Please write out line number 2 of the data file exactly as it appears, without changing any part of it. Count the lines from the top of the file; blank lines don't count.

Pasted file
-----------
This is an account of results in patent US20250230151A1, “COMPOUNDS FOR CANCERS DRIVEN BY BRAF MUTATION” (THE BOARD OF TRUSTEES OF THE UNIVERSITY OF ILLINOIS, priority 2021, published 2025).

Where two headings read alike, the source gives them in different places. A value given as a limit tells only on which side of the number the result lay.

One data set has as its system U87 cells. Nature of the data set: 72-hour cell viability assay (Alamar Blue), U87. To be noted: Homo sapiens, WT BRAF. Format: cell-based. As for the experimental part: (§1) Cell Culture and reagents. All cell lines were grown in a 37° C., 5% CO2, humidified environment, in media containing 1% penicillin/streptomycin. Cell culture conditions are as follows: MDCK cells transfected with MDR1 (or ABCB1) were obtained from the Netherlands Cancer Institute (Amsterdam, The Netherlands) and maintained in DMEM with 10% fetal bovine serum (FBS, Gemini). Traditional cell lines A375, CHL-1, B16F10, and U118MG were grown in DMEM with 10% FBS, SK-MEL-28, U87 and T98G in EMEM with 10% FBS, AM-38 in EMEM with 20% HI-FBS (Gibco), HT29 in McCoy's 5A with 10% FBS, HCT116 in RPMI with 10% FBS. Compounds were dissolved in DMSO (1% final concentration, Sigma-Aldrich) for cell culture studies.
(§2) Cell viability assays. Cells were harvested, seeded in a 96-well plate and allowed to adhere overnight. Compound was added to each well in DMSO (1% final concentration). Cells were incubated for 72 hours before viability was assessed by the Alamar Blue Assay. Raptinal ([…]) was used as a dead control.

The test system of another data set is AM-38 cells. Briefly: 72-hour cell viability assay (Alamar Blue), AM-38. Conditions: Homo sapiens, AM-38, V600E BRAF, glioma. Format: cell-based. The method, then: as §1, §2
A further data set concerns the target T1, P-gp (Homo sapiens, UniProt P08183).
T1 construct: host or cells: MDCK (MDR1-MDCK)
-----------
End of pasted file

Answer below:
Where two headings read alike, the source gives them in different places. A value given as a limit tells only on which side of the number the result lay.